University of Missouri

Michael Sam holds extra meaning for one Missouri football fan

Updated: 2014-02-15T23:17:06Z

By MEGAN K. ARMSTRONG

Special to The Star

Bruce and Ginger Hart of Blue Springs awoke on Nov. 24, 2007, to find a note from their son on the nightstand. It said he needed to talk to them.

Alex Hart, then 19, was terrified to divulge the secret he’d painfully kept since fifth grade. But ultimately he had embraced his sexual orientation after years of denial.

After a short conversation, the Harts left for a Missouri football game at Arrowhead Stadium. Alex tried to hide what had taken place hours earlier, blending in with the other Tigers fans. But this was the first game he had ever gone to where his parents knew he was gay.

Nearly seven years later, Hart watched as one of his favorite players, former Missouri defensive end Michael Sam, told the world that he too is gay. Sam is now positioned to become the NFL’s first openly gay player.

“I felt overwhelmed with excitement,” Hart said. “It was just such a groundbreaking thing. In the NFL, the sport where guys just hit each other as hard as they can and try to break each other’s bones, now has someone who is gay as the face of the sport.

“It’s …” he paused, “incredible.”

Underneath though, Sam’s announcement led Hart to reminisce on what it felt like when he had to hide his sexual orientation, and to see his family disapprove .

“It made me happy to see him say it so openly and without fear, because it has been so hard for people before him,” Hart said.


Hart, like Sam, was the first.

From 2009-10, Hart was the first openly gay student body president at William Jewell, a college with Baptist roots. Some students scoffed. But then, there was Phi Gamma Delta. There, Hart found his niche and surrounded himself with his fraternity brothers, who stood up for him.

One night in particular stands out in Hart’s mind.

A couple of Hart’s fraternity brothers were wrestling around in the front yard when members of the fraternity next door interrupted them. They were yelling homophobic slurs about Hart, saying that his fraternity brothers were also gay because they associated with him.

“I’ve never had anything specifically said to my face in a personal way, but they would go and attack my friends,” Hart said. “Because of me. And it would hurt me, but also seeing how quick (my friends) were to jump in and defend me was pretty awesome.”

One of those friends was Hart’s college roommate, Ian Talbot. Hart described Talbot as his “rock” at William Jewell.

“I think it’s just allowed him to be who he’s always been and not trying to put on some kind of façade or a front to please whoever he was trying to please before,” Talbot said.


Back in Blue Springs, Ginger Hart and her husband, Bruce, were still reeling. In the year following that morning when she first learned her son was gay, she said she gained 40 pounds.

“I’m not proud of my reaction,” she said. “I never would have suspected he was gay in a million years. I was devastated, to be honest, but not for him. For me and Bruce. It wasn’t what we envisioned for us the day he was born.”

She has watched as Michael Sam’s father publicly grappled with learning the same truth about his son. In The New York Times, Michael Sam Sr. said he needed to have a drink after his son told him he is gay. Sam Sr. would later say that he was “terribly misquoted.”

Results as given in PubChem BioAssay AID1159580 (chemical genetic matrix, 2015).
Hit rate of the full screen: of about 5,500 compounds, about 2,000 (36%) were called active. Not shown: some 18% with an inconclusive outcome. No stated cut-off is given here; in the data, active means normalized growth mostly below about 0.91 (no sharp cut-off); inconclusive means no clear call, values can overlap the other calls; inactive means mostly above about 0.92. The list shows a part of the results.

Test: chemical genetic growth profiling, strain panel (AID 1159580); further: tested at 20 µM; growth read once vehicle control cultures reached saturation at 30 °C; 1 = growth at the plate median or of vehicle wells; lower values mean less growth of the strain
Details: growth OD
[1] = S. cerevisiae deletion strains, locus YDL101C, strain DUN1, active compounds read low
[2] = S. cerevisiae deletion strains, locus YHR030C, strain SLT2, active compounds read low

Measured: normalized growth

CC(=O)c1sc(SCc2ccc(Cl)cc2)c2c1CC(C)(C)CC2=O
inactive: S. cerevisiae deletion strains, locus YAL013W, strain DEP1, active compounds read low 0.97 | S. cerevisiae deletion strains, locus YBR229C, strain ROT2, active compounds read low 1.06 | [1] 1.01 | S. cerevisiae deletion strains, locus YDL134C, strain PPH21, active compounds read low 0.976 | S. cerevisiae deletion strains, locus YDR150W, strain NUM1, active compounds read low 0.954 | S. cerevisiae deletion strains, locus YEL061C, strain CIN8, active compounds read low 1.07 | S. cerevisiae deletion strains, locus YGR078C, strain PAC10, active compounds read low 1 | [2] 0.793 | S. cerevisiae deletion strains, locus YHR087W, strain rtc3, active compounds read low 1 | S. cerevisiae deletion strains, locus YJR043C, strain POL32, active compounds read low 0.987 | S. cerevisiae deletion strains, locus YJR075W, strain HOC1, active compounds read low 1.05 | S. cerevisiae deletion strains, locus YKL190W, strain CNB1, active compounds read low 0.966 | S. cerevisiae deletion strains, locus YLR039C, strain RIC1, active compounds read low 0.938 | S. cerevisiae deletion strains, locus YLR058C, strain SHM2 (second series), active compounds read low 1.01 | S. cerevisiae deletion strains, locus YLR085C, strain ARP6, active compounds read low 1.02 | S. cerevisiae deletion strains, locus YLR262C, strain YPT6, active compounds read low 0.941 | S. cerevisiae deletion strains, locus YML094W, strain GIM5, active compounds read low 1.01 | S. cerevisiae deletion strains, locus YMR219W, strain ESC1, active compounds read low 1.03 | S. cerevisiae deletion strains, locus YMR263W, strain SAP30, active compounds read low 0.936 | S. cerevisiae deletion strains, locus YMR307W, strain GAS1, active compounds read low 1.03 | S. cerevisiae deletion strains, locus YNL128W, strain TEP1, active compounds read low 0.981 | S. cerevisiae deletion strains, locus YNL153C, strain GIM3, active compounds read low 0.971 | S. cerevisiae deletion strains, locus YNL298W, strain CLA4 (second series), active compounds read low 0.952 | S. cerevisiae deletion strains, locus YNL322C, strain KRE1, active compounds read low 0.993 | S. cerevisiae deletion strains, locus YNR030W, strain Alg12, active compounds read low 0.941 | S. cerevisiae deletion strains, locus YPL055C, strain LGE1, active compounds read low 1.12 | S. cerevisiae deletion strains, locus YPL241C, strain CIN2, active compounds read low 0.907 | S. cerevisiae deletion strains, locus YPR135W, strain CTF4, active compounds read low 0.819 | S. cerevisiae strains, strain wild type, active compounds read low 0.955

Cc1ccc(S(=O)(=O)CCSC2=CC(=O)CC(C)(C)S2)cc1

Either way, Ginger Hart says she can’t imagine having to go through her reconciliation on a national stage like the Sam family is.

It wasn’t until Alex Hart brought a man home for the first time that his mother fully understood. He saw a switch turn on in his mother’s eyes when she witnessed how happy he was. By the end of the weekend, she was kissing Alex’s boyfriend on the cheek.

“It dawned on me finally that all her reactions and how she struggled with it was just because she loved me so much,” Hart said. “She was just scared. She didn’t know. She didn’t know what it meant and how I could be affected by it, how other people would react and affect me by it.”

In August 2010, Hart moved to San Antonio to teach. It was there that his mother’s initial fears came to fruition.

Hart said he had to hide his sexual orientation to keep his job. He found a hub of acceptance through a local gay flag football league, much like Sam did playing for the Tigers.

Hart said the league included former college and professional football players who have since come out.

“I have met some very effeminate straight men and super masculine gay guys,” Hart said. “Now it is almost a pain for me to have to tell people that I’m gay because they ‘assume’ I’m straight because I’m not effeminate. I guess it’s part of the struggle with being something that is not obvious just by looking.”


On Sunday night, Hart watched the coverage swirling around Sam and texted his boyfriend, Cliff Parsons.

“We talked about how courageous it was and how we hoped it wouldn’t ruin his chances in the draft,” Hart said.

“He better still be drafted,” he added.

It turns out that Hart doesn’t have to search far to find his biggest competition for the title of Sam’s Biggest Supporter. His mother isn’t the same woman she was years ago. She is now his — and Sam’s — biggest advocate.

“(Sam) has so much support and love surrounding him from people he will never know,” Ginger Hart said. “He’s a hero to me, right now.”

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